Betting is a popular pastime for many people, whether it’s placing wagers on international sporting events or cybersport matches. However, the world of betting can be confusing, especially when it comes to understanding betting units. This is especially true for both occasional betters and those who are only considering getting started.
Join us as we explain what betting units are, how they work, and why they are essential to understand. By the end of this article, you will have a better understanding of betting units and be able to make informed decisions about their bets.
What Is a Unit in Gambling?
A unit is a non-monetary measurement of the size of a wager. This system allows for evaluating success or failure in betting without revealing the actual monetary amount won or lost. Using units promotes accuracy and fairness, especially when comparing one bettor to another.
Units are a more effective measurement than actual won or lost money because different bettors may have different bankrolls or betting budgets.
For instance, a bettor who is wagering $10 per bet on NFL games and has a profit of $200 for the season has performed better than a bettor who is wagering $500 per bet and has a profit of $1,000, even though the latter has won more money. By using units as a measure, it is clear that the first bettor has been a superior handicapper, with 20 units of profit, compared to the second bettor, who has only gained two units.
How Much Is a Unit?
A unit can be considered as an individual’s standard bet amount. Additionally, units can represent the level of confidence a bettor has in a particular wager, with some bettors wagering multiple units if they feel they have a strong advantage.
The main advantage of using units is that they provide a universal measuring system, whereas money can vary among bettors and depends on their bankroll size. A professional bettor may place thousands of dollars on each wager, while a casual bettor may only wager $10 or $20 in most cases.
Comparing success based on total money won or lost does not accurately compare handicapping abilities. On the other hand, units provide a fair comparison, allowing one to compare the success of a high-stakes bettor with that of casual bettors.
The unit value can vary in relation to your bankroll. For example, if you have a bankroll of $100 for the season, one unit could be $1 or $5. On the other hand, if you have a $1,000 bankroll, one unit could be $10, $20, $50 or $100.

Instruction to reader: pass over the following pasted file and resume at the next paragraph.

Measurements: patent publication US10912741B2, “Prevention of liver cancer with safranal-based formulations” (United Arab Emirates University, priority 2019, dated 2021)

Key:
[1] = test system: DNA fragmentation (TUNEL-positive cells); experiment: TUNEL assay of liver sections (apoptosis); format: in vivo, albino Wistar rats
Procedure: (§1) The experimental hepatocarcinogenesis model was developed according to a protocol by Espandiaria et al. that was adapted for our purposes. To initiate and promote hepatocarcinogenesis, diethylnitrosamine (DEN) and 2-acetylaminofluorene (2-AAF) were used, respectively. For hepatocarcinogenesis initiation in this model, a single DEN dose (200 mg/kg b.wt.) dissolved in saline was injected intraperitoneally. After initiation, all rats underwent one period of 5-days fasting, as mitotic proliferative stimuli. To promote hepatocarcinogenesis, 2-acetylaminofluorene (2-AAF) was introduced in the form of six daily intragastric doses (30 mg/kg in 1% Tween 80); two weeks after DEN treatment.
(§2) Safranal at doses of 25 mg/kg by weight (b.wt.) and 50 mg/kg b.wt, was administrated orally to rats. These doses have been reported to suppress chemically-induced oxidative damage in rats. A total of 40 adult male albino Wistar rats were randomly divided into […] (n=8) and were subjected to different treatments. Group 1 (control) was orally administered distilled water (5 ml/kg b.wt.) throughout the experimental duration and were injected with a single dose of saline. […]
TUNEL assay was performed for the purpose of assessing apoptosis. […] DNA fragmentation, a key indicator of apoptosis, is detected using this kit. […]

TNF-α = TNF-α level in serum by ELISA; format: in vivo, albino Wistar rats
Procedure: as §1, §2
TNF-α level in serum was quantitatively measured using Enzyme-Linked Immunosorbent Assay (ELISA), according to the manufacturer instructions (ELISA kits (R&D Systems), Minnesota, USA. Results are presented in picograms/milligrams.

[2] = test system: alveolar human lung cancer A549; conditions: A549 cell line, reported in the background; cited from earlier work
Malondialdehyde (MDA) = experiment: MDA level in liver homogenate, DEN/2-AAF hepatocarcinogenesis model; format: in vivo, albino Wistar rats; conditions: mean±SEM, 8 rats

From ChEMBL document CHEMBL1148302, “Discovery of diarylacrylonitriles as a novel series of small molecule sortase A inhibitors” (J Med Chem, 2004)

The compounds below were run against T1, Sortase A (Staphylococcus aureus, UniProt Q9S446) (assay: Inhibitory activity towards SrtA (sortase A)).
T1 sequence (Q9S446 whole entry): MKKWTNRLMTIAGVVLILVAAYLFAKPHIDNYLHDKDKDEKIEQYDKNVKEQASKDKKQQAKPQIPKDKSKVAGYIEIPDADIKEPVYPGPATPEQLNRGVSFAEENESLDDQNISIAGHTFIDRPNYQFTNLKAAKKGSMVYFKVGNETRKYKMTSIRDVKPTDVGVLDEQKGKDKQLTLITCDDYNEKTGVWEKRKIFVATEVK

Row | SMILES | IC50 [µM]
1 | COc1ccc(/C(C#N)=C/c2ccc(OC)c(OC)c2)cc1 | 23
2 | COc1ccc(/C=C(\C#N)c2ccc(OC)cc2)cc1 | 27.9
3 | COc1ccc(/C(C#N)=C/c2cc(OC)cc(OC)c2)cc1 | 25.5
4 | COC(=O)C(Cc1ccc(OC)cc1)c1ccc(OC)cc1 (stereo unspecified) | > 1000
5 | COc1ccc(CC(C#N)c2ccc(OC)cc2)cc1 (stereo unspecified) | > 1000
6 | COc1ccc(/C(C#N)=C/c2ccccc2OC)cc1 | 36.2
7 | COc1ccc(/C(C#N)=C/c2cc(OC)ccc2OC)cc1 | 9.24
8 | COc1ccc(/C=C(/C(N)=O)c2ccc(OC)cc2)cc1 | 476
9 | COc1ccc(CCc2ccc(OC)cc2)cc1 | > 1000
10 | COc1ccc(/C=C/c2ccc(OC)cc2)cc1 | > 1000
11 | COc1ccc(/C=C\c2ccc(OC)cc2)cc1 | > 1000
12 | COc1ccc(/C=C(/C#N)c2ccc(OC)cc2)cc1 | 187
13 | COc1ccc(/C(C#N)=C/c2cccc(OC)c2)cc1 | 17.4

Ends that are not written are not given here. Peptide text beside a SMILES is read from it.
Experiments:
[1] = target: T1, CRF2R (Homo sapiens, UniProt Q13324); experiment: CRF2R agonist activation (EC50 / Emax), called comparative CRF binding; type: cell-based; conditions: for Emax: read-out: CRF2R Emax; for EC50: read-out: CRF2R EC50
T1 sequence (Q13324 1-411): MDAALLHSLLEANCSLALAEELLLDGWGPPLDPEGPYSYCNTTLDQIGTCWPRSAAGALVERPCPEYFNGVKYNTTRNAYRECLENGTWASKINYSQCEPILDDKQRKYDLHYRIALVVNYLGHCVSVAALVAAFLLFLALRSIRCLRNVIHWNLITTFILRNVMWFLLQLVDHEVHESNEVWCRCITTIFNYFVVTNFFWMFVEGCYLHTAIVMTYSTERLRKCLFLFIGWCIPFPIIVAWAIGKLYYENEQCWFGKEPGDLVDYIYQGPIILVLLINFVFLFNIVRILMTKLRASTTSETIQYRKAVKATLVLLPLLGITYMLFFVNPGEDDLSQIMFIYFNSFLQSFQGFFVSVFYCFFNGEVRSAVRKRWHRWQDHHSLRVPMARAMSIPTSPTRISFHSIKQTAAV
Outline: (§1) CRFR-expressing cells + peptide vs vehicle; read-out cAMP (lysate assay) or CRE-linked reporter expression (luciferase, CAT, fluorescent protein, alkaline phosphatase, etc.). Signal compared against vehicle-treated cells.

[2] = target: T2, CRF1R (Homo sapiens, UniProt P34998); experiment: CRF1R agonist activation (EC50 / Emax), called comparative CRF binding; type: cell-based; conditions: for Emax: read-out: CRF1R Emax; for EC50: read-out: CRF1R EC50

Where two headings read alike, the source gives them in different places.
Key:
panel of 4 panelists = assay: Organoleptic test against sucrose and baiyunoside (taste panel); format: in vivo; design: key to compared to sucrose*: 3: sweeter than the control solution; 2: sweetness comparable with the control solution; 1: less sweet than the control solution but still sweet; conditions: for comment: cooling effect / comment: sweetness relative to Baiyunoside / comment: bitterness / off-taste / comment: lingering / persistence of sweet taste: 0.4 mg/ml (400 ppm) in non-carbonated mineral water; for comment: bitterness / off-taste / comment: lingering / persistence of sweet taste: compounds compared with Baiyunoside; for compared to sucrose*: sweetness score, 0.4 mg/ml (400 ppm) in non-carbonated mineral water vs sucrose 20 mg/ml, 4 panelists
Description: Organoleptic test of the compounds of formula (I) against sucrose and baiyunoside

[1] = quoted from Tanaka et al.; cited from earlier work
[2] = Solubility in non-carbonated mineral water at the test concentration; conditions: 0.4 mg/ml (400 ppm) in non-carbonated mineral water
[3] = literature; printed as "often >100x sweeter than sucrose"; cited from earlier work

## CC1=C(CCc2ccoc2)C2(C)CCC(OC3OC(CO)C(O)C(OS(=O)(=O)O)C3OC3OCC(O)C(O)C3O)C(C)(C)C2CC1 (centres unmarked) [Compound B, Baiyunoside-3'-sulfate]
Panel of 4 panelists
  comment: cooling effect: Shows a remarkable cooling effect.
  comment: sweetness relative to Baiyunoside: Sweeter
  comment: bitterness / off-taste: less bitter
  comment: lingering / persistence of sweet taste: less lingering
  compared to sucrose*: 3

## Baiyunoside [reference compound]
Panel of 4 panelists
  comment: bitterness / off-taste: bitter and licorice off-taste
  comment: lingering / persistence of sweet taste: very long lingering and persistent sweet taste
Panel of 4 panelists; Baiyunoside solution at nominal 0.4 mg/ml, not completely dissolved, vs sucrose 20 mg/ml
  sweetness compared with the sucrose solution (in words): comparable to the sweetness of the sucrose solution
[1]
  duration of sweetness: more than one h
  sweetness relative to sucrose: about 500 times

How to Calculate My Units?
The unit size, both in terms of the percentage of a bankroll and monetary value, can vary among bettors.
Some may allocate 1% of their bankroll to a unit, while others may assign 2%, 3%, or even 5%. For instance, if you have a bankroll of $1,000, a unit could be worth $10, $20, or $30. And if you have a $2,000 bankroll, a unit could be $20, $40, or $100.
But how many unis should you wager? While there are various sports betting strategies, one common method is to bet between 1% and 5% of your bankroll on each wager.
The number of units can also vary depending on the level of confidence and perceived edge in a play. For example, a low-confidence bet may only be 1 unit, while a maximum bet could be 3 or 5 units.
Regarding calculating payouts, the math remains the same for every bettor, regardless of the unit size.
Here are a few explanations to illustrate the example:
- Betting 1 unit on a +100 play would yield a profit of 1 unit.
- A successful 1-unit bet at +300 would result in a profit of 3 units.
- A successful 2-unit bet at +300 would result in a profit of 6 units.
- On a standard -110 bet, you would risk 1.1 units to win 1 unit.
These calculations hold true for any bettor, regardless of the assigned monetary value or percentage of bankroll to each unit.
Risking Multiple Units
Betting in units is a simple way of measuring the amount being wagered.
The common unit systems are 3-unit and 5-unit, where 1 unit is the standard, 2 or 3 units show slightly higher confidence, and 5 units are for the maximum confidence.
However, it’s not recommended to risk all or a large portion of your units on one bet. It’s safer to only bet 3% to 5% of your total units on any single wager.
As you now know, betting units are a non-monetary measurement of the size of a wager used to evaluate betting success or failure. They provide a universal measuring system and a fair comparison of handicapping abilities among bettors, regardless of bankroll size.
The value of a unit can vary based on the bettor’s bankroll and level of confidence in the wager. The common unit systems range from 1 to 5 units, with a recommended betting range of 3-5% of total units on any single bet.
By understanding betting units, bettors can make informed decisions when it comes to placing their bets and accurately compare their success in the world of betting to develop a successful betting strategy.